Amendments to the Korean Trade Mark Act came into force on 1 September 2016. The changes represent the most comprehensive revision of the trade mark law since 1990.
The new law brings about a number of major amendments but one important change to the system is the abolition of the requirement for legal standing to commence cancellation proceedings against a trade mark registration for non-use. Under the Korean Trade Mark Law, a registered mark that has not been used in Korea for 3 consecutive years is vulnerable to cancellation. Under the old law, only an “interested party” had legal standing to file a cancellation action. The applicant for cancellation would need to show, for example, that it owned a trade mark that was the same or similar to the challenged mark or that it was in the same field of business as the proprietor of the challenged mark.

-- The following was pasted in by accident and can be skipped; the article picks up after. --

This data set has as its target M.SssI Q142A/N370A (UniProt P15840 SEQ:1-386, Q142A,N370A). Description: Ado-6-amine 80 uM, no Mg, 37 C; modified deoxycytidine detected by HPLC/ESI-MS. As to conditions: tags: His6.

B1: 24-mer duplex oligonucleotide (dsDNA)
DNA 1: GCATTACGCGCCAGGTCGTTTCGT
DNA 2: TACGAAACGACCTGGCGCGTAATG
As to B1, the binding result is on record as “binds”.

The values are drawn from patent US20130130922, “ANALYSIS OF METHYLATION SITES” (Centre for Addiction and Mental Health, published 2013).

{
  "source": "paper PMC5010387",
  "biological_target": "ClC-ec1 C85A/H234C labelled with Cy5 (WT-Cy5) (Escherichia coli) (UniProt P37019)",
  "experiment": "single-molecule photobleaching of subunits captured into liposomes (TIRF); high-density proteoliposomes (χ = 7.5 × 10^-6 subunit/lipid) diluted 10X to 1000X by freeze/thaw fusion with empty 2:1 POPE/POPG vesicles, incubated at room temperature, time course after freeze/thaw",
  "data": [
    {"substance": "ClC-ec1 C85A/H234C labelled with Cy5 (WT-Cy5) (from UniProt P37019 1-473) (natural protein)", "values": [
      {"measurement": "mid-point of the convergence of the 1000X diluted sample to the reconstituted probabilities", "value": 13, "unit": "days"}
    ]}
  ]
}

Under the new law, any party may now apply for cancellation of a mark on the basis of non-use, either in relation to the entire specification of goods/services, or in relation to certain designated goods/services. The petitioner can simply state in the application for cancellation that the mark has not been used during the past 3 years.
Since it will now be easier to file cancellation actions for non-use, it is expected that there will be an increase in petitions filed by third parties, who previously would not have had legal standing to challenge a vulnerable registration. We are writing to you as our records indicate that your portfolio includes South Korean trade mark registrations. In light of the change in the law, we recommend a review of your portfolio to assess whether any of your registrations may be vulnerable to cancellation for non-use.
We would be happy to assist you in this exercise, or to discuss any concerns you may have regarding the new Korean Trade Mark Law, or your trade mark portfolio in general.